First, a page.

It's hard enough to be the new person at a job when first starting out at a workplace, but it may feel even more daunting if you end up being the youngest person there.

A character from L Word: Generation Q tells her coworker she's excited to be at work.

When you're young and fresh-faced at a job, older coworkers can react one of two ways: feel encouraged oract condescendingly.

However, there are a few things you can do to help them see past your youth and see you as a potential MVP.

A young boy removes baseball cap that reads

1. Learn From Others

Okay, so you walk into the break room and as you look around you realize that everyone else is a bit older than you. Some have kids, spouses, have graduated college more than once, etc...this isn't a bad thing.

You can still find common ground with them and have them respect you if you do the following:

Pay attention and take notes!

Whether you're already familiar with the nature of the job or not. It helps to observe how your more experienced coworkers do the job.This gives you a chance to see who is doing it the right way and even more importantly, who is doing it the wrong way.

A man in black suit and light blue dress shirt sitting in a leather chair writing on a legal notepad.

Paying attention to the different types of work ethics gives you a chance to find a mentor if you want to move positions later on as well as possibly learn how to work smarter and not harder on the job.

2. Be Professional

Use good work etiquette!

When you develop a rapport with your coworkers then they will have a chance to better view of you as a dependable colleague. However, it's important not to blur the lines.

A female cartoon character wearing a blue top and has yellow blonde hair, furiously typing at a computer.

Limit the use of slang.

It is best to be as professional as possible and even if you should develop a rapport with them, avoid getting too comfortable when at work. Keeping good boundaries will allow your older coworkers to respect you.

Avoid oversharing your personal issues.

This includes conversations you may have on your phone and knowing when to appropriately answer those kinds of calls while at work.

Stan from South Park says,

At one of my previous jobs, almost all my coworkers were older and married or in some kind of long-standing committed relationship.

Despite their daily updates about their family lives, I was very careful not to mention my dating life, as being one of few who was young & single, because it could have led to many awkward conversations that I wouldn't be able to live down.

A young woman with brunette hair in black top says,

If you're going to share personal details at work, try to give anecdotal details from the perspective of someone seeking advice from a more mature individual or someone you hold in high regard.

A curly haired caucasian girl holding a strawberry milkshake. She says,

This way, you're selective about who you share with, and hopefully, the person you pick is someone you view as a mentor who would be comfortable with knowing "just enough" detail to give helpful advice.


Select all the work-appropriate conversations you can have at work while setting boundaries:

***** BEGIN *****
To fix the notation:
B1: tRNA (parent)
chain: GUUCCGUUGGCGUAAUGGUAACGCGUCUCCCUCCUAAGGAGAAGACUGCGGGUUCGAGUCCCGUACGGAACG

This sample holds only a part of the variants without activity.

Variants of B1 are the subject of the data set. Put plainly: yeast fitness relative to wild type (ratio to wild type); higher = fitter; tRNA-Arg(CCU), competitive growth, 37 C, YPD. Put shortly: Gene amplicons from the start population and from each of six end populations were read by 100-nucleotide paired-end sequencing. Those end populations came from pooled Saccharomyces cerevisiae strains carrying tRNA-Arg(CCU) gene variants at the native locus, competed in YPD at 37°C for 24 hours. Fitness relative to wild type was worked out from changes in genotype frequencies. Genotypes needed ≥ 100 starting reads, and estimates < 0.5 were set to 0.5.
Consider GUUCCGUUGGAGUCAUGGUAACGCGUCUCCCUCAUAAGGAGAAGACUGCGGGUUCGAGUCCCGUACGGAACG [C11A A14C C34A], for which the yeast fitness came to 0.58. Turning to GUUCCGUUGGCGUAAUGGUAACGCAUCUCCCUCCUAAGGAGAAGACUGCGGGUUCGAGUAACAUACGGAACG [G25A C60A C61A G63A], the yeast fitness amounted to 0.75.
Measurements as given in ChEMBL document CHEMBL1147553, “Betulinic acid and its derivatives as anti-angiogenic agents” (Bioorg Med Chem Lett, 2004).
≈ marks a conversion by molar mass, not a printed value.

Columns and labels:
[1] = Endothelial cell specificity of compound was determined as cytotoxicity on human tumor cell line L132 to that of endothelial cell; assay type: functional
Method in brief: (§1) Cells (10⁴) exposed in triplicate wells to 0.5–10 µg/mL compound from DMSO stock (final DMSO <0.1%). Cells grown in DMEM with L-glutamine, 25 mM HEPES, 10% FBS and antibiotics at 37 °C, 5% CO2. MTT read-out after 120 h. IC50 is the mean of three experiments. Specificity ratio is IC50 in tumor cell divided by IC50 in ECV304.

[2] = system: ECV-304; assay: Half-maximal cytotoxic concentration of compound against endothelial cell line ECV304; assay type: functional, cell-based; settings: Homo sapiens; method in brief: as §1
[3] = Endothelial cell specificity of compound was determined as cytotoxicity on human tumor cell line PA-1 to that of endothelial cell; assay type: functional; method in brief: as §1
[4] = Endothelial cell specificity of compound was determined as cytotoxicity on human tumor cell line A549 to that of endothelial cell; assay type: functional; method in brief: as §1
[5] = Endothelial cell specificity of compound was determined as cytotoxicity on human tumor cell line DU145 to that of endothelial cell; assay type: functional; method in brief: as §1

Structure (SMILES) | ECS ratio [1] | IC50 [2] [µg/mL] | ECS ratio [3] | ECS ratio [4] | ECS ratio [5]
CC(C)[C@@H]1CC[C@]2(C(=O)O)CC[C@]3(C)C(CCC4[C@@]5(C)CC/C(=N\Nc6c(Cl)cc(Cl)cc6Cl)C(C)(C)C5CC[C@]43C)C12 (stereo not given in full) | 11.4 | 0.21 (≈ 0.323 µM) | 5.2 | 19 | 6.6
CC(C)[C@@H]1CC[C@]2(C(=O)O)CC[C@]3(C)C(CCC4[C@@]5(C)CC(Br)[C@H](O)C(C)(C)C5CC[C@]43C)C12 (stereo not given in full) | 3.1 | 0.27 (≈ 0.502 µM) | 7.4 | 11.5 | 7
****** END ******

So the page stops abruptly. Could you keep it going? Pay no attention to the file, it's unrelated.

3. Seek Feedback

Own what you do!

No one likes a slacker and oftentimes that is the judgment that will be passed on you because of your youth. To have your older coworkers see you as an equal,know how to do your job and know how to do it well!

A blonde haired caucasian female in pink sweater top with silver glitter, brushing off her shoulder.

Once you've mastered your own job, don't be afraid to offer your help to others either in the same department as you or in another department.Just be sure that all this helping doesn't take away from your own role and doesn't have you doing ALL of someone else's work.

A Black woman in a lab coat at work says to her coworker,

Older coworkers will remember when you were helpful and this will help build a good rapport at work.This can mean they will be more likely to assist you or provide help when you need it.

A caucasian woman says,

Lastly, if you mess up at work, be sure to own up to it.Being able to take constructive criticism is important, especially if it's coming from those who are more experienced at the job than you.

Instead, take the opportunity to ask for positive and negative feedback and use it to improve.

Evaluations are a big part of many jobs, and although I hated being on review, it was an opportunity for me to have an honest conversation with my supervisor about my progress at work.

SNL cast members singing about being

In those meetings, I was able to:

  • voice some of my personal career goals with my supervisor

  • find out how I could improve towards my goals

  • learn about other opportunities that highlight some of the skills I already had

  • learn about how my supervisor sees me and my contributions to my team (as well as the company)

  • resolve any issues or misunderstandings


During a team meeting, your colleague points out an error in a report you contributed to. Initially, you feel defensive. How should you react first?

Take Action

A blonde woman in multicolored jacket shrugging her shoulder sitting in front of a computer saying,

Your youth and experience are valid in the workplace, but for your coworkers to see that value, you can try the following:


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